big old engineer who’s connecting power and every day, it’s very clear that the scale of this thing is going to be extremely difficult to manage

Robert Bryce  26:00  

Well, you made a very political statement there though about that is renewable energy important. You said for electing democrats it is

Unknown Speaker  26:06  

is vital for vital for Democrats,

Lee Cordner  26:10  

Democrats. But if you actually look at the accomplishment, you know, the fact that we’ve been at this for 30 years, we just haven’t done much you know, once all the hand wringing about it only serious Nutter

Robert Bryce  26:24  

simple question really what what will it take to solve this what what needs to happen in California now for the state to have to get back to reliable electricity now after 20 years after Enron after now this the series of blackouts what needs to happen?

Lee Cordner  26:41  

Well, they think they have to change course. Basically, they have to, you know, leave Diablo Canyon operating. They have to come up with some sort of way to keep the gas plants online and profitable so that people don’t just walk away from them. And probably they need to add more gas peaking plants and more gas resources in order to cover situations like this. And I’m not saying that you can never get to 50% renewables. But I do think you have to rearrange the priorities to say, let’s get to the 50% renewables, and then shut down the gas plants, you know, you can just hook up all of this renewable power and get rid of the conventional generation just crush your fingers, that everything’s gonna work. It’s like some crazy science fair experiment where you just say a call, right? You know, this should work. And when it doesn’t, then you have people out of power. You have people, you know, on life support systems that you know, can’t get by and, you know, were they supposed to do by a generator, were supposed to run down to Home Depot and get a generator and plug that in, you know, breathing machine into that. It’s it’s really helpful. stakes gamble to do what they’re doing, just assume that renewable power on its own is going to be sufficient

to carry

the grid in a reliable manner.

It’s just not gonna work.

Robert Bryce  28:14  

So our I’m gonna paraphrase what you just said and feed it back to you. But so California politicians and you’ve talked about the legislature, the legislature is just effectively gambling with the future economy of the state by gambling on renewables. Is that is that what I’ve heard you say?

Lee Cordner  28:35  

Well, they think they’re saving us from global warming. But yes, I’d say that statement was cracked and they are willing to gamble reliability for, you know, the benefits of being more in line with climate action. That’s fair.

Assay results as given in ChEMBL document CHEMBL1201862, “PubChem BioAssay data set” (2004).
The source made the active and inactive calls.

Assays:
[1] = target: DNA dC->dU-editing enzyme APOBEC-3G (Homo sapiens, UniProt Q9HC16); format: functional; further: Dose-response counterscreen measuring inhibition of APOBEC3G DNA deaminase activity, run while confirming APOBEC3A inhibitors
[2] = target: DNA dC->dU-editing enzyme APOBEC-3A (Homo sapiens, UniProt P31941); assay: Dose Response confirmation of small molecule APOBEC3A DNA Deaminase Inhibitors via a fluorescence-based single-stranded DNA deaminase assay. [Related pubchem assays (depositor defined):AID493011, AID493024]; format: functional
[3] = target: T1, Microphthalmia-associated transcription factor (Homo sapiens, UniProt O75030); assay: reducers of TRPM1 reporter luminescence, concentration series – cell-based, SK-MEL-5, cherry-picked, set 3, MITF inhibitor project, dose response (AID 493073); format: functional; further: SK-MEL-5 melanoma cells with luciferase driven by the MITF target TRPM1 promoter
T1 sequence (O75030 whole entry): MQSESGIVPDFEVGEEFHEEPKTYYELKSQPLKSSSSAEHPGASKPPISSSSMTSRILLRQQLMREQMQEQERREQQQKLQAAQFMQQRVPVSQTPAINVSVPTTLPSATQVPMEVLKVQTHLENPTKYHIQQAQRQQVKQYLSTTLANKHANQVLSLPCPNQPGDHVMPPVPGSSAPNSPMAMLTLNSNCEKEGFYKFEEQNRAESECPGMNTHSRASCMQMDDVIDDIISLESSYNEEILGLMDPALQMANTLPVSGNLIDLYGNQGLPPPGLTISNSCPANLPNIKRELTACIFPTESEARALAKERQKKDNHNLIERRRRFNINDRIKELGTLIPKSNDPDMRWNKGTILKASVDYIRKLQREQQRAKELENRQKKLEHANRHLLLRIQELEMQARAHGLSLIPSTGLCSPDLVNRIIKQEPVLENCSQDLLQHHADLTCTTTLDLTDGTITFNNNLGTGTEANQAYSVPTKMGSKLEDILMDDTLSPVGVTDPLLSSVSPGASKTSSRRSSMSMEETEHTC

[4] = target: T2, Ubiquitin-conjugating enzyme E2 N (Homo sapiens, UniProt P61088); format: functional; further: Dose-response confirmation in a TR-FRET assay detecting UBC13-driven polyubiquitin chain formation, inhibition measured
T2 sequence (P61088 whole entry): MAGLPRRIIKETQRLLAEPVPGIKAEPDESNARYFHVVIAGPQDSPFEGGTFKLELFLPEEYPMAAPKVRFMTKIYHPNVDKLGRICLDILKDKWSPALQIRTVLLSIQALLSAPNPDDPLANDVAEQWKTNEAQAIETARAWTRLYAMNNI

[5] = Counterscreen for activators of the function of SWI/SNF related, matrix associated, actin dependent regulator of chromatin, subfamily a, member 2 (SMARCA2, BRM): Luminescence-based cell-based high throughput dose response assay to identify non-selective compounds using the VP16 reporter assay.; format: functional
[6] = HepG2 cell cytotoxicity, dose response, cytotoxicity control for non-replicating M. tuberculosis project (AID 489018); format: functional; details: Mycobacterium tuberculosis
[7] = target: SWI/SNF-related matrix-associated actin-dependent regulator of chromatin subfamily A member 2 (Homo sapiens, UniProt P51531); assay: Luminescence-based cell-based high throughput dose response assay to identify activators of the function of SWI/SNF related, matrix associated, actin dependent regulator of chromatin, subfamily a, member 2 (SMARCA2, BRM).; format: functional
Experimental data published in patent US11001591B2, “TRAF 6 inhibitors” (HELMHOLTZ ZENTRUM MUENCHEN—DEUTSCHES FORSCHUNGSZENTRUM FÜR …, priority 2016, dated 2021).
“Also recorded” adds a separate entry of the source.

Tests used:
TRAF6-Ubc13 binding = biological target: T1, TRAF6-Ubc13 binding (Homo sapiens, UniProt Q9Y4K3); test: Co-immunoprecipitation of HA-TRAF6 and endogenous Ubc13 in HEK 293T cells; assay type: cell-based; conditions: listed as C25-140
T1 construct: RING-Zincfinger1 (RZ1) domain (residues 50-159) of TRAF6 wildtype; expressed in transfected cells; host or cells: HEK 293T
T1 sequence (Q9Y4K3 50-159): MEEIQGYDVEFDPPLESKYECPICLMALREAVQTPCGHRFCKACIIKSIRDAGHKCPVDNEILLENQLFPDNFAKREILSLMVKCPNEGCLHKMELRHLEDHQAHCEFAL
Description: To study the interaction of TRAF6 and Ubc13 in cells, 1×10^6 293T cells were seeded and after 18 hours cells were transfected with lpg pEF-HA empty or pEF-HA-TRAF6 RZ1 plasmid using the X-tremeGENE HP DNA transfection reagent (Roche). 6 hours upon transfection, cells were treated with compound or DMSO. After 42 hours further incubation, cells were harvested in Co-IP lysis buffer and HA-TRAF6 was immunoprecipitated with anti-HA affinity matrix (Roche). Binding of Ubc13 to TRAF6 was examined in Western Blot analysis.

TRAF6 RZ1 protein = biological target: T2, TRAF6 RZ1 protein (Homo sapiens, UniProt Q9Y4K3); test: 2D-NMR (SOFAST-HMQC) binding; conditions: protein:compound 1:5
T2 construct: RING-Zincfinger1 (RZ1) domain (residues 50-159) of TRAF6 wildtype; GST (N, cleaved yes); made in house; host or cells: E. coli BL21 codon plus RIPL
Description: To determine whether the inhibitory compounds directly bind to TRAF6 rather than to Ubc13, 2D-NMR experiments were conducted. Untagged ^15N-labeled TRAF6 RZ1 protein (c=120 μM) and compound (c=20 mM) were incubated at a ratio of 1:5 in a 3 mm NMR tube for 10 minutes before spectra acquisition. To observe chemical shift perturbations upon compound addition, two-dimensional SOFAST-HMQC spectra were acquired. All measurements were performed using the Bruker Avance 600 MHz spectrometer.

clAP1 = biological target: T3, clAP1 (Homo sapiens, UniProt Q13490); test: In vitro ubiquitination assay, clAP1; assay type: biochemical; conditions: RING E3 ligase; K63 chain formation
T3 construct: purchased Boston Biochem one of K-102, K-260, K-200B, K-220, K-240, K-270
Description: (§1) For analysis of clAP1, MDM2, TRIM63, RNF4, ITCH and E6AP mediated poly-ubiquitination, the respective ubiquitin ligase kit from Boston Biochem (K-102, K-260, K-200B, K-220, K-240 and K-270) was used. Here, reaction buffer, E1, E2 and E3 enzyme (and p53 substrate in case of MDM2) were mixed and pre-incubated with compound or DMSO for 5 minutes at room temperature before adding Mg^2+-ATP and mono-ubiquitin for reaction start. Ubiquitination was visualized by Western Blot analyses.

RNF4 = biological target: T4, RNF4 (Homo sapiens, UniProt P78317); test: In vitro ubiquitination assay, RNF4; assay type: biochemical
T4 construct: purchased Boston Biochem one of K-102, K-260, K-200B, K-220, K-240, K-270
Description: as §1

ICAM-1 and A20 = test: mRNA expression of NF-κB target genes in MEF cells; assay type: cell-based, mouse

Robert Bryce  28:56  

So you sound like I mean, I’m gonna just say it out loud. You sound like a partisan, you said renewables or is renewable energy important? You said for electing democrats? It is are you republican? How do your politics line out here?

Lee Cordner  29:11  


I live in Oregon, so I can’t really say I am a Republican. But I do think that in terms of energy policy, things really started to go south when the democrats got a super majority. And in both houses of the legislature and the governor’s office in California now, there’s nobody to say no. And if the republicans hadn’t supermajority and the governor ship I knew worried about that, too. You know, I think that somehow or other you have to achieve a balance or things are not the rails and California hasn’t had a balance for 15 years and things are pretty much right off the wrist.

Robert Bryce  29:56  

So Are you hopeful at all that this can correct in the next few years? Or do you think it’s just gonna have to get a lot worse?

Lee Cordner  30:04  

I think I think it’s going to have to get a lot worse. But I do think that at some point, the voters are going to jump into this and say, wait a minute, we’re gonna elect you. If you don’t take care of this problem, you know, can you have bankrupt utilities? Yeah. people out of service for days in the hottest part of the summer and the winds blowing because of the fire might start. You have rolling blackouts? I don’t know what else it takes, you know, when, what else are the good citizens in California going to be willing to endure before they either, you know, sort of change their political view or or leave and leave, a lot of them are leaving. So you know, it’s actually funny to train to read. A u haul trailer in California is almost impossible. But if you want to rent a u haul trailer here in Oregon and take it to California, they’ll practically give it to you for free.

Unknown Speaker  31:01